You are here

Articles: Policy & Compliance

We are in the midst of a significant transformation in K12 education as we focus on getting our students ready for success in college and careers and to compete in the global economy.

07/2012 to 08/2012
guidance counselors

The national appetite for combating bullying at the elementary and secondary level in many cases is outpacing the ability of school districts to hire the guidance counselors who head up such efforts, although increased awareness of and sophistication in handling bullying over the past decade are beginning to have a positive effect, counselors say.


Veteran Superintendent Paul Vallas is onto the next big thing.

0ne in four students under the age of six comes from an immigrant family in which at least one parent does not speak English, says Maki Park, early education policy analyst for the Migration Policy Institute (MPI).

One year ago, John Covington, the former superintendent of Kansas City (Mo.) Public Schools, became the chancellor of a new organization in Michigan. The new state agency, the Michigan Education Achievement Authority (EAA), will operate the lowest-performing 5 percent of schools in Michigan, 38 of which are in the city of Detroit. Covington was brought in by Michigan Gov. Rick Snyder because of his success in urban districts and track record for finding creative and innovative solutions.

District leaders are facing challenging conditions across the country, including increased accountability, reduced budgets and limited community support, while also trying to bring about educational improvements at all levels of the system. Yet reform is difficult work and yields limited success in most settings, particularly in large urban districts with the most challenging circumstances and many low-performing schools.

Portfolio Strategy

When Andres Alonso joined Baltimore City (Md.) Public Schools in 2007, he wasted no time in implementing the Portfolio Strategy. The district had over 80,000 students, 91 percent of which were minority and 82 percent were low-income. Baltimore City had been plagued by low test scores and a widening achievement gap for years, and Alonso sought out this multi-tiered approach as a resolution.

With a vast number of new software and Web-based reading programs on the market, students of all ages and abilities can target specific reading skills, such as comprehension, fluency, phonemic awareness and vocabulary. In addition, access has changed greatly over the last couple of years. Students no longer need to be in a computer lab to use Web-based programs; they can use laptops or tablets as part of a one-to-one computing program or their own devices if their school has a bring-your-own-device policy.

congress, sequestration

Update [7/23/12]: On July 23, the U.S. Department of Education released a memo to chief state school officers announcing that major K12 programs will not be subjected to the 8.4 percent across the board sequestration cuts in the middle of the 2012-2013 school year that was originally predicted.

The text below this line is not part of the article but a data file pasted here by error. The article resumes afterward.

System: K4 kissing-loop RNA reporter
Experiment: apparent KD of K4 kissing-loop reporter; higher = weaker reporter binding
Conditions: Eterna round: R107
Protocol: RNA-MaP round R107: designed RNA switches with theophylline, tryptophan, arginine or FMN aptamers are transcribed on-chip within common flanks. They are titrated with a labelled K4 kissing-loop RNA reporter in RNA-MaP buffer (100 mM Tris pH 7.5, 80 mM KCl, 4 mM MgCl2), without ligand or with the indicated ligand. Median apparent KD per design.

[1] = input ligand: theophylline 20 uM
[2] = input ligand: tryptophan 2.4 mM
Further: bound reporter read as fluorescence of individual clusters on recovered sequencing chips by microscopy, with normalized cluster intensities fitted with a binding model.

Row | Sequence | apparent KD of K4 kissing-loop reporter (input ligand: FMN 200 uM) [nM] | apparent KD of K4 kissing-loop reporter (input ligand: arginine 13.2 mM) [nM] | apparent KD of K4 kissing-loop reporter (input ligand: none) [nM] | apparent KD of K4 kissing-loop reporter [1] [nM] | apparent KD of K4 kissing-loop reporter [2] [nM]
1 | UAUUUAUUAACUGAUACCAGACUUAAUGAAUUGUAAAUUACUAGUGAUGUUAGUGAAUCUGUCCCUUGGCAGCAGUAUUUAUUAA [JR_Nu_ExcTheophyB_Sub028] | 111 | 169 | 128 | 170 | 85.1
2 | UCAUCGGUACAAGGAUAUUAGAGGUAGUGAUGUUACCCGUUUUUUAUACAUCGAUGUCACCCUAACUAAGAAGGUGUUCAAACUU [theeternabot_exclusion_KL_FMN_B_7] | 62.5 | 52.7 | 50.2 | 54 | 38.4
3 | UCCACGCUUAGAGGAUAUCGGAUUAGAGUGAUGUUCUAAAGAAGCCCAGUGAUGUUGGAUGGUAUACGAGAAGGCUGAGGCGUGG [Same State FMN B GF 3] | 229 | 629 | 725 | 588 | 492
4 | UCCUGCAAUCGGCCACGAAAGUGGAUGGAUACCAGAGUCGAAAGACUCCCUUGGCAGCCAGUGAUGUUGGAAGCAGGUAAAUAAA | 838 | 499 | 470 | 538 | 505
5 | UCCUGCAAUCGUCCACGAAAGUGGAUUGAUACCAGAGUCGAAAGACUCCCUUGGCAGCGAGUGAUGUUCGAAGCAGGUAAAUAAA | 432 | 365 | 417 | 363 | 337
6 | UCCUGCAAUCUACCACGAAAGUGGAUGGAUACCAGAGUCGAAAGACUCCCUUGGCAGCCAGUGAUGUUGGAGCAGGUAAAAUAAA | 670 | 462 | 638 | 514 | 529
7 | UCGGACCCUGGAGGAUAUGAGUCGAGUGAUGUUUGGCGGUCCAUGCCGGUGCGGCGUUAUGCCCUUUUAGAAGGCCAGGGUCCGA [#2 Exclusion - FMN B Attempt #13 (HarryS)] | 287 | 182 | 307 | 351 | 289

Putting a Price Tag on the Common Core: How Much Will Smart Implementation Cost?

As school and state leaders across the nation prepare to implement the Common Core State Standards in the fall of 2014, a new report proposes three options—with three costs—to use.

Create CA arts

“Everyone likes the arts—people like the idea—but public support doesn’t equal political will,” says Craig Cheslog, principal advisor to Tom Torlakson, California’s superintendent of public instruction. For this reason, Cheslog, along with other California officials, including Gov. Jerry Brown, and organizations such as the California Arts Council, have joined together to form Create CA, an initiative to make arts education a priority.

PCAH Turnaround Arts

The President’s Committee on the Arts and Humanities (PCAH) has a theory: that placing robust arts education programs in low-performing schools will narrow the achievement gap and increase student engagement. To test this theory, the committee, in partnership with the U.S. Department of Education, the White House Policy Council, and numerous private organizations, has developed the Turnaround Arts Initiative, a pilot project in eight schools deemed low-performing around the country.

Daniela Pelaez, DREAM Act

Daniela Pelaez is the valedictorian of the north Miami (Fla.) Senior High School’s class of 2012. Pelaez, who was offered scholarships to numerous universities, ultimately chose to attend Dartmouth College in the fall. Although the world was seemingly at her fingertips, Pelaez faced deportation in March because she had been brought to the United States from Colombia illegally by her parents at the age of 4. After a series of student protests and pleas from educators and legislators, Pelaez was offered a two-year reprieve and will work on her case to get a visa while at Dartmouth.

La. Democratic State Rep. John Bel Edwards

Formerly, vouchers in the state of Louisiana only existed in New Orleans and for students with special needs in eligible districts. Gov. Bobby Jindal’s latest bill to expand the Student Scholarships for Educational Excellence Program is set to change that. The bill, signed by Jindal on April 18, will allow low-and middle-income students attending Louisiana public schools graded “C,” “D,” or “F,” to receive state-funded vouchers to attend private schools.

There was a time when it seemed a day didn’t go by without reading about Michelle Rhee, the former chancellor of the District of Columbia Public Schools. Rhee, known for her passion for raising student achievement—and for her aggressive style—became a symbol for the new school reform movement.